In Brief

The "pantomime," or "panto," in Ulysses should not be confused with the very different art form of silent miming gestures. The panto that Joyce had in mind was a hugely popular form of musical comedy, appealing to both adults and children, that was performed on theatrical stages on days near Christmas. It came to Ireland from England and remains a thriving theatrical tradition in Dublin as in many English cities. In Dublin, pantomime shows like "Turko the Terrible" and "Sinbad the Sailor" were performed at all three of the city's principal theaters: the Theatre Royal, the Gaiety Theatre, and the Queen's Theatre.

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Pantomime originated in the ancient world. The Greek name originally indicated that the actor or actors “imitate all," and quite a bit is known about a low Roman art form of that name, which featured a male dancer telling mythical or legendary stories. But the modern form can more plausibly be traced back to the Mummers Play of medieval England and the Commedia dell’arte of Renaissance Italy. Theaters in Restoration and 18th century England adapted elements of the Commedia, and in the early years of Queen Victoria's reign a new kind of popular but sophisticated show took shape, based on children’s fairy tales that everyone in the audience could be assumed to know, including northern European ones like Cinderella, Mother Goose, Dick Whittington, and Humpty Dumpty, and also exotic foreign stories like Aladdin, Ali Baba, Sinbad, and Robinson Crusoe. These entertainments, which spread to all the farflung parts of the empire, were, like mummers' plays, usually performed in the Christmas and New Year season.

Using one fairy tale as a broad canvas, the shows featured many diverse kinds of free, improvisatory entertainment: dances, well-known popular songs set to new lyrics, cross-dressing roles, slapstick comedy, evil villains and good fairies, clowns, jugglers, acrobats, topical allusions and jokes, sexual innuendo, appearances by local guest stars, and frequent audience participation: watchers were expected to shout out suggestions to the performers and sing along with well-known songs. The story line ran very loosely through all these incidentals, and tended to be wrapped up quickly and unrealistically.

The "Turko the terrible" that Stephen thinks of in Telemachus, and Bloom in Calypso, had been performed in Dublin for decades. Thornton notes that William Brough’s pantomime Turko the Terrible; or, The Fairy Roses, first performed in 1868 at London's Gaiety Theatre, was adapted by the Irish author Edwin Hamilton for performance in Dublin's Gaiety Theatre, first in 1873 and then many times more in the remainder of the 19th century. Bloom thinks of Turko as he imagines himself wandering through the streets of a Middle Eastern city. In Circe, Molly’s father, Major Brian Tweedy, acquires this exotic aspect.

"Old Royce," whom Stephen imagines playing the role, was Edward William Royce, an English comic actor who often performed parts in pantomimes. His presence in Stephen's thoughts may owe to the fact that he appeared as Turko in performances of an unrelated pantomime that Joyce could well have attended. Robert Martin Adams observes that in the Sinbad the Sailor of 1892-93, "Mr. E. W. Royce was one of the featured performers; and his appearance was billed as the first since his return from Australia. He took the part of Turko the Terrible, not that this part was an invariable feature of Sinbad the Sailor...but because, as an old Dublin favorite, he had to be worked in somehow" (Surface and Symbol 77-78).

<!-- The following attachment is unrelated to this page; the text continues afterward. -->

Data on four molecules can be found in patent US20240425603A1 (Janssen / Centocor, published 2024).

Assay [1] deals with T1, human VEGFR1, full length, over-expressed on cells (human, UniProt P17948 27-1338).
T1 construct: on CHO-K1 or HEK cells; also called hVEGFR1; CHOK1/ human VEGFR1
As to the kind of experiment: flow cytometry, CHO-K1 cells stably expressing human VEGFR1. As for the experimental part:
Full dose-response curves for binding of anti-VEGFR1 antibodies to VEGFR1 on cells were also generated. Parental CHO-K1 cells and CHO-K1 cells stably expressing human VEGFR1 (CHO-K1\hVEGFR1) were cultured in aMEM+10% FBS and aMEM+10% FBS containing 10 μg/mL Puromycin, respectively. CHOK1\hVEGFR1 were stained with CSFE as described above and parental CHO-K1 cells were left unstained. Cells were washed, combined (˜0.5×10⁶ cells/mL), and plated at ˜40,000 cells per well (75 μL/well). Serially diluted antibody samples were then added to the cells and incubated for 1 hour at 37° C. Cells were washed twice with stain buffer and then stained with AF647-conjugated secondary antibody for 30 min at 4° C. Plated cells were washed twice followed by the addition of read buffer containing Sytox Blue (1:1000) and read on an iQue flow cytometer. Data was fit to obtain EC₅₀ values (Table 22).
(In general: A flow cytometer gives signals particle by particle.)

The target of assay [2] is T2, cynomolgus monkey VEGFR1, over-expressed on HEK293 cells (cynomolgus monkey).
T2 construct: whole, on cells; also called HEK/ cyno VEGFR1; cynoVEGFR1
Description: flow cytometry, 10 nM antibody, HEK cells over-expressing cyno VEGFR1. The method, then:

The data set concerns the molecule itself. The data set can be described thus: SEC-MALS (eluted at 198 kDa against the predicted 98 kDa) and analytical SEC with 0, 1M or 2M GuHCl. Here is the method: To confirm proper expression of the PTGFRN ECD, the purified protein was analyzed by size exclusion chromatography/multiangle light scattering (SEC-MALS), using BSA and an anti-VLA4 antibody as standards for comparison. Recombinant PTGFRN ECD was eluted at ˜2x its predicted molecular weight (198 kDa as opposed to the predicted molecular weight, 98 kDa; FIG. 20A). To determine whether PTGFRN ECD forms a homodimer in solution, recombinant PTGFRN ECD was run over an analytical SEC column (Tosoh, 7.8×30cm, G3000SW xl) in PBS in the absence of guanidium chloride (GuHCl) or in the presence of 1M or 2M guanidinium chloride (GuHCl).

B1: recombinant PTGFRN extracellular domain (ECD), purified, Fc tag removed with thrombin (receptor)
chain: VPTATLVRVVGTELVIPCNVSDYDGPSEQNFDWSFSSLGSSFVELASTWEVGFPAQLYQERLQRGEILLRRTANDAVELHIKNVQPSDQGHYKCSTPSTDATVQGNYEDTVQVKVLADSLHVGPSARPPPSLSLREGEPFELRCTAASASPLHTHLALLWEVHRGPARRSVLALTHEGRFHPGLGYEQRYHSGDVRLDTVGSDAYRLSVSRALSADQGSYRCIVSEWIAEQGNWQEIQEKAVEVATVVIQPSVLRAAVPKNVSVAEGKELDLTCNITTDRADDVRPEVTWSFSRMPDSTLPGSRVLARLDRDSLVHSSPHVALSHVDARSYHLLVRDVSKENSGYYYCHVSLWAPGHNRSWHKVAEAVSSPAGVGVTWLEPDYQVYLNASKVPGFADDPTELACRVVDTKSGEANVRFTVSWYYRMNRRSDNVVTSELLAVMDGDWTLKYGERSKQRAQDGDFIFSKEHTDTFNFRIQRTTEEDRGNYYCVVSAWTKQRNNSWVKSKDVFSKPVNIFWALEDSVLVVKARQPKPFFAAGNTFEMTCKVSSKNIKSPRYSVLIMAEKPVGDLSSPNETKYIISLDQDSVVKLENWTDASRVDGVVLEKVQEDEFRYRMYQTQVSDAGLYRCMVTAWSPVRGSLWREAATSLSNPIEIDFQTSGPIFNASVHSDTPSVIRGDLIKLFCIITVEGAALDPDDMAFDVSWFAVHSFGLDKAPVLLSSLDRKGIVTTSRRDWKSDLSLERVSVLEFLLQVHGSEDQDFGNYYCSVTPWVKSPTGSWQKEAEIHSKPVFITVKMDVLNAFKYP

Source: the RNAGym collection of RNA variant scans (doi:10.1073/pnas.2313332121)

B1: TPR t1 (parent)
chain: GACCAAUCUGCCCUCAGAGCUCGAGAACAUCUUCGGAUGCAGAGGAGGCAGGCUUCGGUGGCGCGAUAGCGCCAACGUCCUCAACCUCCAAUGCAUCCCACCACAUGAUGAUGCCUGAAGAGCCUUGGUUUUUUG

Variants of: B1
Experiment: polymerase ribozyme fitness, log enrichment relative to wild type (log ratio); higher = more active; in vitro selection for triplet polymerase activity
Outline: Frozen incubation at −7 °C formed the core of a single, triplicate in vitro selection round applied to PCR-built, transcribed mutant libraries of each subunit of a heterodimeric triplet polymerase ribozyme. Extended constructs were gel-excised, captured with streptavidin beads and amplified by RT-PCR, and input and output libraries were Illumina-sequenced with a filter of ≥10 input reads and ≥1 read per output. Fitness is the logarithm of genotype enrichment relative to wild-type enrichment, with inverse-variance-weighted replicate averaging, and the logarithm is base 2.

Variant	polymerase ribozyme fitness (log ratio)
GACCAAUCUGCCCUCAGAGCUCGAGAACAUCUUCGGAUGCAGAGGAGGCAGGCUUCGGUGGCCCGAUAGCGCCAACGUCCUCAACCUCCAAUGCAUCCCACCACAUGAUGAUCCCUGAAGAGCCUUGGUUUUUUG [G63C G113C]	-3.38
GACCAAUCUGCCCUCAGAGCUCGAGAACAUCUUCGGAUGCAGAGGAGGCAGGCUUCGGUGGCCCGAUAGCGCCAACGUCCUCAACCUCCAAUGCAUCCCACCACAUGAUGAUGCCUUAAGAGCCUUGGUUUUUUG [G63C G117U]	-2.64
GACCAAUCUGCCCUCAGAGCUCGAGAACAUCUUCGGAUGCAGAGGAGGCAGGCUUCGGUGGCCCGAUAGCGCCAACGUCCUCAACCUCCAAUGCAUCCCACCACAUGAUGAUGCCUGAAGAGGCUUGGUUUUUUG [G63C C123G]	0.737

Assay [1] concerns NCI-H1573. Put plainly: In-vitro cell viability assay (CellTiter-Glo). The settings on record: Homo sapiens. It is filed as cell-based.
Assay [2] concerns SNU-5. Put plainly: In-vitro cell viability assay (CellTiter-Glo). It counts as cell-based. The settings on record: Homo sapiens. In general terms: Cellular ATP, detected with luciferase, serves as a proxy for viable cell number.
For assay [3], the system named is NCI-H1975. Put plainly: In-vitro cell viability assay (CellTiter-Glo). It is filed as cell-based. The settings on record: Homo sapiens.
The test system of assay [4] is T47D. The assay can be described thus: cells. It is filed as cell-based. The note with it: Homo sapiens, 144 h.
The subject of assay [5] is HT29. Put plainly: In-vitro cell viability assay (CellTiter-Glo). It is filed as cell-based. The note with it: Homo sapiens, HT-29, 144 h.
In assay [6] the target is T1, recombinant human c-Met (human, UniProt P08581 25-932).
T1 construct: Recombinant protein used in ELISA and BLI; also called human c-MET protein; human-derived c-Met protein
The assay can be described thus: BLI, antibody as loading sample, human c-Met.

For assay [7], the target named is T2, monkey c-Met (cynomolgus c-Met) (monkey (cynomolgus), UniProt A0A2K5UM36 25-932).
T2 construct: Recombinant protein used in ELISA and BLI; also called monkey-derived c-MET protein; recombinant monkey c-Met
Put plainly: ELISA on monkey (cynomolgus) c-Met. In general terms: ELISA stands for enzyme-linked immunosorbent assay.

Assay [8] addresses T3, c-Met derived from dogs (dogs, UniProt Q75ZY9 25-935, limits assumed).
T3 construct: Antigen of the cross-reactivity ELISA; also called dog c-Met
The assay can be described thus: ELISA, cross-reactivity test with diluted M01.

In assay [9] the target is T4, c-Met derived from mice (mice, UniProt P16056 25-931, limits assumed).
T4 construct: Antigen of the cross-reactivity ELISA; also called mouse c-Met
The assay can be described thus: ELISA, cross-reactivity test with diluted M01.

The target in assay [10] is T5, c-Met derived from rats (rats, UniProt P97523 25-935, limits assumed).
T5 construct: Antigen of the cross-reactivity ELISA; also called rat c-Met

In Ithaca Bloom thinks of “the grand annual Christmas pantomime Sinbad the Sailor,” performed in December 1892 and January 1893 at the Gaiety Theatre. As the poster reproduced here shows, he correctly identifies the theater manager as "Michael Gunn, lessee of the Gaiety Theatre," but he is quite mistaken that the show was "written by Greenleaf Whittier." An obscure author named Greenleaf Withers penned the script, not the famous (and highminded) 19th century American poet John Greenleaf Whittier. Adams points out this mistake, as well as the fact that Joyce has combined two of the actresses, Kate Neverist and Nellie Bouverie, into "Nelly Bouverist, principal girl."

Adams also reflects on the many pieces of information that Joyce learned about Sinbad (some included in the account in Ithaca, and many others omitted) from an advertisement touting the show that ran on p. 4 of the Freeman's Journal on 24 and 26 December 1892. Among the details in the ad was an announcement of a spectacular episode in scene 6:


Bloom recalls wanting to write "a topical song (music by R. G. Johnston)" to insert into "the sixth scene, the valley of diamonds, of the second edition (30 January 1893)" of the pantomime. The changing of "ballet" into "valley" in all editions of the novel (Gabler's included) might be supposed to represent a failure of memory on Joyce's part or Bloom's. But "the valley of diamonds," in the second of Sinbad's seven voyages, is a place where diamonds lie scattered about on the ground. Merchants harvest them by throwing out pieces of meat that are snatched up by giant birds called rocs, then driving the birds away from their nests and collecting the diamonds that have stuck to the meat. As he drops off to sleep Bloom is still thinking of Sinbad, and of rocs.

John Hunt 2011

Illustration of a pantomime being performed on stage, in Blue Beard: A Pantomime Toy Book (ebook). Source:

Cast photo of a Dublin pantomime, date unknown. Source:

Poster for 1892-93 performance of a Sinbad pantomime at the Gaiety Theatre in Dublin. Source:

The Valley of Diamonds by Maxfield Parrish, illustration from The Arabian Nights, Sindbad 2nd Voyage (1907). Source: Wikimedia Commons.